According to Katigbak, some were more enthusiastic but others flat out refused, insisting on huge financial gains from the output even though the ABS-CBN Film Restoration is shouldering the cost. "By the time they changed their mind, the films no longer had restorable prints or negatives, and are lost."

Katigbak said that for the people behind those classic, significant films to have their works survive in better quality, "it was important for them that their films will be seen again, given importance, instead of being forgotten." Fortunately, ABS-CBN Film Restoration was not the only one who took the initiative over the last decade. Acclaimed filmmaker Mike de Leon has let his works be restored not only by the above-mentioned team but also by the Singapore-based Asian Film Archive. Another important film which he was also involved in but as a cinematographer, was Maynila sa mga Kuko ng Liwanag (dir. Lino Brocka, 1975), restored by the World Cinema Foundation at the Cineteca di Bologna / L’Immagine Ritrovata laboratory.

"There were really no incentives to the restoration work," Katigbak said. Each film being restored or remastered or even just scanned digitally in 4K costs millions of pesos and countless working hours. When these films are released either in cinema theatres or digitally via Apple TV or KTX, the latest entertainment platform of the network, they are charged with the same fees as a brand new release.

"The quality of surviving prints continued to deteriorate if they had not been preserved properly and sometimes, a few months make a world of difference whether a film could still be restored or not," he said. In many instances, the movie wasn't complete and has missing reels so they had to procure other surviving copies. The older the movie, the more expensive the costs would be, not to mention the fact that older films have the tendency to be less known among today's audiences, hence not commercially viable.

"That was why the advocacy was crucial," said Katigbak. "Sagip Pelikula, gave them the reason why people should care about restoring these old films. It served to educate, promote, protect the films so that they and the artists who worked on them would not be forgotten."

Defying everyone's expectations, the project was a huge success. "I think as more films were being restored, more people within and outside [the Philippines] appreciated the value eventually." True enough in 2014, the ABS-CBN Restoration won the Gold Quill Award for Excellence in Toronto—a testament of the project's impact on culture and the arts. "It feels good for a company to have a legacy that can't be quantified financially in terms of value," Katigbak said, clarifying his earlier mentioned frustrations. "Yes, we know the cost, but who can really put a price on culture, history, and ensuring that the excellence and seminal influence survive for future generations?"

Read More: 12 Asian Films With The Greatest Pop Culture Influence

Perhaps the biggest hurdle that the company faced was when the House of Representatives denied the franchise renewal of ABS-CBN network on national television. On 10 July 2020, the television network signed off, displacing many of its employees, leaving several projects hampered, and some of its departments shut down. The ABS-CBN Film Restoration was not spared from this.

"We were in fact shut down already but we fought to keep a few people and continue even the advocacy part. The full restoration has been stopped and we are limited to what we can do in-house," Katigbak said. "It's a testament to the skill, passion, and commitment of the team that was left. We are still chugging along against all odds. Literally, this is all blood, sweat, tears in more ways than you can imagine," he shared further.

"Soltero and Radio Romance were the last films to be completed in terms of restoration but I have always been a planner and we work with such long lead times," Katigbak clarified. "While restoration has been completely stopped, we were able to continue the advocacy because we still had a good number of films that were unreleased and in their final touches."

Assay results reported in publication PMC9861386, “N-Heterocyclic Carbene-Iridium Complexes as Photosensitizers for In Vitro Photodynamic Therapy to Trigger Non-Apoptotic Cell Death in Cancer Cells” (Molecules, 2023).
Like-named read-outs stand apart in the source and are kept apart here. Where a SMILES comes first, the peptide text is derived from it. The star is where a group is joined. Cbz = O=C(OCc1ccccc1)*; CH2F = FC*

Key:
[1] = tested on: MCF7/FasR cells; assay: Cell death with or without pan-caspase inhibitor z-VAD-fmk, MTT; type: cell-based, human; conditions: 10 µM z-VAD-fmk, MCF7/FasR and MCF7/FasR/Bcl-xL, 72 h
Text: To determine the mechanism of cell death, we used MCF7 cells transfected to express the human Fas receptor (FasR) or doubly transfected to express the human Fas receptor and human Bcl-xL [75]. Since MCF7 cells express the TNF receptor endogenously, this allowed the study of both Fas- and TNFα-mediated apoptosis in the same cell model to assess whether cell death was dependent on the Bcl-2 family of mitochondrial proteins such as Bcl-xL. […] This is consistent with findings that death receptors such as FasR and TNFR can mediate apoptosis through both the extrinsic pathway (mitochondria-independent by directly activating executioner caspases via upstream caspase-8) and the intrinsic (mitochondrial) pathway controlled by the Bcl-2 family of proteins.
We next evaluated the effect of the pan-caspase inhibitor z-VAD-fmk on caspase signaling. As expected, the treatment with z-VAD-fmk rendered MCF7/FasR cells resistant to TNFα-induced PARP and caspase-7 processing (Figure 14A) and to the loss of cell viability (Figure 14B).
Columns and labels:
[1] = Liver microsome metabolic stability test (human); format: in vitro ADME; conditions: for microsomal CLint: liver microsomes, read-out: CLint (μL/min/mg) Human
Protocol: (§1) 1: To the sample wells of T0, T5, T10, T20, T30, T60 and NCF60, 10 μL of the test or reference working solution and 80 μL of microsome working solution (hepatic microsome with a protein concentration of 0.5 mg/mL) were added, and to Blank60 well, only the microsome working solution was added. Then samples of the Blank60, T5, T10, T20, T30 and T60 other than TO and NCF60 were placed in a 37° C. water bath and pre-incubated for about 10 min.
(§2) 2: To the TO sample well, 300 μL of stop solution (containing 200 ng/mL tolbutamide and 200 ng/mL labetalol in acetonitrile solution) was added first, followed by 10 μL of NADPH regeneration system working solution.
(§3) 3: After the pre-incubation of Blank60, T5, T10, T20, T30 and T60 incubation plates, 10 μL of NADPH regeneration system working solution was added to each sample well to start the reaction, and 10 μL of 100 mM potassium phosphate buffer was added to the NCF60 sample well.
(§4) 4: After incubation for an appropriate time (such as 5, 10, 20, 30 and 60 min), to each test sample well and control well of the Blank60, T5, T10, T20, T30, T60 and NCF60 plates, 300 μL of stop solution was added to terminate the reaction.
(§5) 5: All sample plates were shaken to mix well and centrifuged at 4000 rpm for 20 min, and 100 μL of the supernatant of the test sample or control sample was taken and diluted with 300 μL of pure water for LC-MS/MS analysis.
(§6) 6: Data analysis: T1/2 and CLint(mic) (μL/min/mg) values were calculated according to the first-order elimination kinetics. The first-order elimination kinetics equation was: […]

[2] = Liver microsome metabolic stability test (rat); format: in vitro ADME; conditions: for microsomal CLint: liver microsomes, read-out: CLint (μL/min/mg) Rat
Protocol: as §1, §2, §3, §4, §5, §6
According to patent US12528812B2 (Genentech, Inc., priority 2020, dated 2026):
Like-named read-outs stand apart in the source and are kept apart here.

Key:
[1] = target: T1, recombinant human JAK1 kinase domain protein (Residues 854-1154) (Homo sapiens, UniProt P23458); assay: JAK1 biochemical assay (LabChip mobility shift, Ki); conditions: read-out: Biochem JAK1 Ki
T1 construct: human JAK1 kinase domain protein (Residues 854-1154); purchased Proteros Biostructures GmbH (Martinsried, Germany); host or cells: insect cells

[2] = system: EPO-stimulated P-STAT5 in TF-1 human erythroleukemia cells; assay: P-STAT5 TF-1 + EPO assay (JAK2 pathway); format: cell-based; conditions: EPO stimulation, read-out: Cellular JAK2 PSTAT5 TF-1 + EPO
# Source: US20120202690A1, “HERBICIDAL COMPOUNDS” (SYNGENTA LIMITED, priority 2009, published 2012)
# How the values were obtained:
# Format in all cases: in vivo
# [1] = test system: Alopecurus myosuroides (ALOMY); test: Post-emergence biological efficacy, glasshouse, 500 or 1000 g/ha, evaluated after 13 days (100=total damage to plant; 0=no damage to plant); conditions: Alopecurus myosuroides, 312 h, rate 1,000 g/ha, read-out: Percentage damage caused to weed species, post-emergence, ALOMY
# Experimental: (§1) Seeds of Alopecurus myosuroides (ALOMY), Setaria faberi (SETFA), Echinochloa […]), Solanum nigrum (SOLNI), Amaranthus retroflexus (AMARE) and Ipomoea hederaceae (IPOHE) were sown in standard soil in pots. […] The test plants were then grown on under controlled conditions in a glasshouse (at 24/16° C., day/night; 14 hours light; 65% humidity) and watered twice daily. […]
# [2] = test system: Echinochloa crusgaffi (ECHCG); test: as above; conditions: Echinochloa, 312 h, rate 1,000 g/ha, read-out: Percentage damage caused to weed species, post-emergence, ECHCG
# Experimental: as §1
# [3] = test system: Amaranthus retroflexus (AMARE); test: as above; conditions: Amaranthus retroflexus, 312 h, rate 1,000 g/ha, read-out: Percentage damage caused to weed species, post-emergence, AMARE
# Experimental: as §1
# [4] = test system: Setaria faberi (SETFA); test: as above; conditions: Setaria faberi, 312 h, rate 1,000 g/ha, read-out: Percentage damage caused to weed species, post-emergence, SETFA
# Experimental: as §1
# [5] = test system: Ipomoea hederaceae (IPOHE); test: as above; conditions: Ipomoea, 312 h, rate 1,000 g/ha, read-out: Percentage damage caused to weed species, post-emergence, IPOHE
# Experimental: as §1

The ABS-CBN Film Restoration, as Katigbak assured us, will still continue releasing films as long as its advocacy arm continues to thrive. By creating the distinction between full restoration, remastered, scanned, and enhanced, it is definitely not yet the end for the project.

Coming from a generation that appreciates older movies, Katigbak feels sad that the new generation is mostly unfamiliar with titles that aren't even too old. "I believe it is a sin and travesty when artists who brought honour to the country like Gerardo De Leon, Lino Brocka, Lamberto Avellana, and Ishmael Bernal aren't even remembered anymore," he said.

One of the struggles of Sagip Pelikula is reintroducing the films and personalities behind it to a new audience which hopefully, even just some of them, will develop an appreciation for these works. With more media platforms today, Katigbak said that they were able to expand the awareness but he said that we are still far from how Europe, most of Asia, or even America know their classics. "We hope we get there, even if it's not in my lifetime," he said.

Cinema for Katigbak is a visual record of our history, from fashion to architecture to culture, of specific eras whether the films are of period genre or not. "The kinds of movies we make reflect our sensibility as a nation and as a people," Katigbak said. He shared that during the 1970s Martial Law era, "the Second Golden Age of Philippine Cinema blossomed and movies were either commentaries or allegories to what was happening. It is more significant because while most Filipinos are not documentarians, films were there to capture the brimming beauty and sorrowful tragedies of the past. Hence, certain movies resonate more and thus comes in context on political, social, economic, artistic temperament at the time of their creation."

Katigbak admits that given the unfortunate circumstances, the future of ABS-CBN's Film Restoration might be no more; however, he remains hopeful that the project could continue to foster Philippine cinema through their humble move. "I hope we can continue but without the resources to sustain restoration, the advocacy would slowly weaken. It hasn't been felt yet because we were able to plan well but there is only so much we can do," he said.

"In a perfect world, we would complete restoration of the movies with ABS-CBN and maybe even others that are not, but the audience will be there to appreciate the gems and geniuses of the past, ensuring that they live on—always appreciated, forever celebrated, and never forgotten."

Relive the classic Filipino films, restored and remastered by ABS-CBN Film Restoration via Apple TV/iTunes, KTX, or iWant TFC.

  • Images(Film stills and action photos) ABS-CBN Film Archives
  • Images("Ibong Adarna" Film Stills) LVN Pictures, Inc.
© 2022 Tatler Asia Limited. All rights reserved.